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Kenro Kusumi appointed ASU senior vice provost, dean of The College of Liberal Arts and Sciences

Will lead the largest and most complex college at ASU, serving more than 31,000 students

Dean Kenro Kusumi wears a suit and poses for a portrait photo with buildings and trees in the background.

Kenro Kusumi

March 14, 2024

Kenro Kusumi, a professor of life sciences and dean of natural sciences, has been named university senior vice provost and dean of The College of Liberal Arts and Sciences at Arizona State University. 

“Dean Kusumi has served ASU in a variety of leadership roles that will help him to engage with students, faculty across all of the schools and departments, and other deans and leaders to envision a 21st-century model of liberal arts education and research,” said Nancy Gonzales, executive vice president and university provost. 

“With a deep understanding of ASU’s entrepreneurial culture and mission and The College’s expansive portfolio, he will be ready on day one to further enhance The College’s position as a national leader in liberal arts education.”

About The College

The College of Liberal Arts and Sciences was established in 1953 and is the largest college on the ASU campus, with more than 31,000 students and 1,200 faculty.

In his role as senior vice provost and dean, Kusumi will oversee the liberal arts and sciences’ 21 interdisciplinary schools and departments, and over 50 research centers and institutes. 

The College’s distinguished faculty includes 18 American Academy of the Arts and Sciences members, 14 National Academy of Sciences members, four Pulitzer Prize winners, four MacArthur Fellows and two Nobel Prize laureates. 

Kusumi’s appointment will begin July 1. He assumes the leadership role held previously by Patrick Kenney, executive vice provost and foundation professor in The College.

“I have worked with Dean Kusumi for over a decade in The College Dean’s Office," Kenney said. "He has extensive experience across a range of issues the Dean’s Office is engaged in on a daily basis.

“I have every confidence he will be a strong leader for The College and advance successfully the key missions of The College: student success, research and scholarship, community engagement and philanthropic endeavors.”

Kusumi is a genome biologist and uses research to help conserve and study the functional adaptations of reptiles. He has sequenced the genomes of the threatened Mojave desert tortoise as a tool for conservation efforts and led the first genome-scale analysis of accelerated evolution associated with the anole lizard’s functional adaptations.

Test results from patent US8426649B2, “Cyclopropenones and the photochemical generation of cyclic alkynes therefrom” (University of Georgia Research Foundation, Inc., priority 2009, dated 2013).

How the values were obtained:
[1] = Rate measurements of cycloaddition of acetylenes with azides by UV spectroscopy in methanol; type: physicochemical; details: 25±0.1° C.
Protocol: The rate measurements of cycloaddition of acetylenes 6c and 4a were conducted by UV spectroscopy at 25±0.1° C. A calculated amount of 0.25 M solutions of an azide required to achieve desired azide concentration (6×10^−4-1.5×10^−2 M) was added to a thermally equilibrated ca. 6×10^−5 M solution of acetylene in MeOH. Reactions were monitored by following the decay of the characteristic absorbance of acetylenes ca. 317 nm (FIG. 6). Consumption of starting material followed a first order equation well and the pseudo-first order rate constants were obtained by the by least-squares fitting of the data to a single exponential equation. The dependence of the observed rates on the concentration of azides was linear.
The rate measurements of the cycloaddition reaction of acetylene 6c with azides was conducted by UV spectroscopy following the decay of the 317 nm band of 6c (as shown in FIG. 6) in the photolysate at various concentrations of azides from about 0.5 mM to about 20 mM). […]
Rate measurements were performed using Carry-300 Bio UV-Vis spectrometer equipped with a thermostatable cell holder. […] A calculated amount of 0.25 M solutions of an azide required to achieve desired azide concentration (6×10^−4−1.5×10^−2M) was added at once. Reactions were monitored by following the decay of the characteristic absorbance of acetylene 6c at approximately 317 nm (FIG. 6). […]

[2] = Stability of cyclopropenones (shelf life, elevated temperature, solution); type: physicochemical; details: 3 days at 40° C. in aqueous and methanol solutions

He joined ASU’s School of Life Sciences in 2006 and held several leadership positions in The College before being appointed director of the School of Life Sciences in 2019. Kusumi went on to become the dean of natural sciences in The College in 2021, where he oversaw a diverse student population of over 16,000, taught by nearly 500 dedicated faculty across six academic units. The natural sciences play a critical role in ASU research innovation with more than $132 million in research expenditures in FY23.

“My life has been shaped and immeasurably enriched by my liberal arts education. I am excited to have this opportunity to advance the work of my dedicated colleagues in the humanities, social sciences and natural sciences,” Kusumi said. 

“This is a unique opportunity to prepare students with the critical thinking and problem-solving skills of a liberal arts and sciences education, transform our curriculum to promote student success, and advance ASU’s research and scholarship to address the challenges of the 21st century, as outlined in the ASU Charter.”

Kusumi received his Bachelor of Arts from Harvard University in biochemical sciences and his PhD in biology from Massachusetts Institute of Technology, where he carried out research on the Human Genome Project at the Whitehead Institute. He received postdoctoral training as a Hitchings-Elion Fellow of the Burroughs Wellcome Fund at the National Institute for Medical Research in London, where he worked to identify the genetic causes of congenital forms of scoliosis.

Kusumi was previously on the faculty at the University of Pennsylvania School of Medicine and the Children’s Hospital of Philadelphia, where he served as director of pediatric orthopedic research. He was a founding faculty member at the University of Arizona College of Medicine – Phoenix in partnership with Arizona State University from 2006 to 2010, and he is adjunct faculty at the Translational Genomics Research Institute in Phoenix.

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